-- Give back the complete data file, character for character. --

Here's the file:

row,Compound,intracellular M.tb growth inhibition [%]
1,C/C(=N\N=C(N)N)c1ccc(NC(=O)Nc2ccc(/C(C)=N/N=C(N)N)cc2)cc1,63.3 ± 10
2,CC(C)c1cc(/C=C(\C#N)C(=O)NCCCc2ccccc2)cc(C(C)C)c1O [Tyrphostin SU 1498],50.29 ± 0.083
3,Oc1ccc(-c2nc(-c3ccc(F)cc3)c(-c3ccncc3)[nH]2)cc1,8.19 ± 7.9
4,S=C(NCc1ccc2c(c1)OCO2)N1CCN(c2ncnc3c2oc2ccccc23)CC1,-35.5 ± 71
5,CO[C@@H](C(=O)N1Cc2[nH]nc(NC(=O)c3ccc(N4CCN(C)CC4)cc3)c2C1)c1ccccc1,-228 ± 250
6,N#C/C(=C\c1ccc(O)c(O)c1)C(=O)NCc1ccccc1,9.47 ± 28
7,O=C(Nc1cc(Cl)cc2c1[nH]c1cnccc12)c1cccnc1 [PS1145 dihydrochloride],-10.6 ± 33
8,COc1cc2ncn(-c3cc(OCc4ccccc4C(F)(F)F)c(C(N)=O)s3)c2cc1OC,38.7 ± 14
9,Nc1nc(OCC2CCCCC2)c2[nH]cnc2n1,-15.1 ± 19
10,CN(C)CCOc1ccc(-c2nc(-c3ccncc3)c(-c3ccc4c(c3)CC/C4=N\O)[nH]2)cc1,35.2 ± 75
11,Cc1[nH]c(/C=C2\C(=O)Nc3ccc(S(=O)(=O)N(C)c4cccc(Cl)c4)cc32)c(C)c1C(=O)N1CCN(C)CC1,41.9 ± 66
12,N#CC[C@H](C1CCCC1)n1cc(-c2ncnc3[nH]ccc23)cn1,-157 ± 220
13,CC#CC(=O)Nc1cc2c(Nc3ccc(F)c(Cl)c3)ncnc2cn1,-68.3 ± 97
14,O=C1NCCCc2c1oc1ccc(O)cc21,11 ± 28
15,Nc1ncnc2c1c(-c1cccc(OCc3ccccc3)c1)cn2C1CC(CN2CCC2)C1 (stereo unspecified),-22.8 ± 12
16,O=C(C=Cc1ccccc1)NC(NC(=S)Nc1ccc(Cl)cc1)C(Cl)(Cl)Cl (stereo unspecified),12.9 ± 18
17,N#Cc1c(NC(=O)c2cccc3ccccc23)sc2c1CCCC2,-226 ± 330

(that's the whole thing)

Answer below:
row,Compound,intracellular M.tb growth inhibition [%]
1,C/C(=N\N=C(N)N)c1ccc(NC(=O)Nc2ccc(/C(C)=N/N=C(N)N)cc2)cc1,63.3 ± 10
2,CC(C)c1cc(/C=C(\C#N)C(=O)NCCCc2ccccc2)cc(C(C)C)c1O [Tyrphostin SU 1498],50.29 ± 0.083
3,Oc1ccc(-c2nc(-c3ccc(F)cc3)c(-c3ccncc3)[nH]2)cc1,8.19 ± 7.9
4,S=C(NCc1ccc2c(c1)OCO2)N1CCN(c2ncnc3c2oc2ccccc23)CC1,-35.5 ± 71
5,CO[C@@H](C(=O)N1Cc2[nH]nc(NC(=O)c3ccc(N4CCN(C)CC4)cc3)c2C1)c1ccccc1,-228 ± 250
6,N#C/C(=C\c1ccc(O)c(O)c1)C(=O)NCc1ccccc1,9.47 ± 28
7,O=C(Nc1cc(Cl)cc2c1[nH]c1cnccc12)c1cccnc1 [PS1145 dihydrochloride],-10.6 ± 33
8,COc1cc2ncn(-c3cc(OCc4ccccc4C(F)(F)F)c(C(N)=O)s3)c2cc1OC,38.7 ± 14
9,Nc1nc(OCC2CCCCC2)c2[nH]cnc2n1,-15.1 ± 19
10,CN(C)CCOc1ccc(-c2nc(-c3ccncc3)c(-c3ccc4c(c3)CC/C4=N\O)[nH]2)cc1,35.2 ± 75
11,Cc1[nH]c(/C=C2\C(=O)Nc3ccc(S(=O)(=O)N(C)c4cccc(Cl)c4)cc32)c(C)c1C(=O)N1CCN(C)CC1,41.9 ± 66
12,N#CC[C@H](C1CCCC1)n1cc(-c2ncnc3[nH]ccc23)cn1,-157 ± 220
13,CC#CC(=O)Nc1cc2c(Nc3ccc(F)c(Cl)c3)ncnc2cn1,-68.3 ± 97
14,O=C1NCCCc2c1oc1ccc(O)cc21,11 ± 28
15,Nc1ncnc2c1c(-c1cccc(OCc3ccccc3)c1)cn2C1CC(CN2CCC2)C1 (stereo unspecified),-22.8 ± 12
16,O=C(C=Cc1ccccc1)NC(NC(=S)Nc1ccc(Cl)cc1)C(Cl)(Cl)Cl (stereo unspecified),12.9 ± 18
17,N#Cc1c(NC(=O)c2cccc3ccccc23)sc2c1CCCC2,-226 ± 330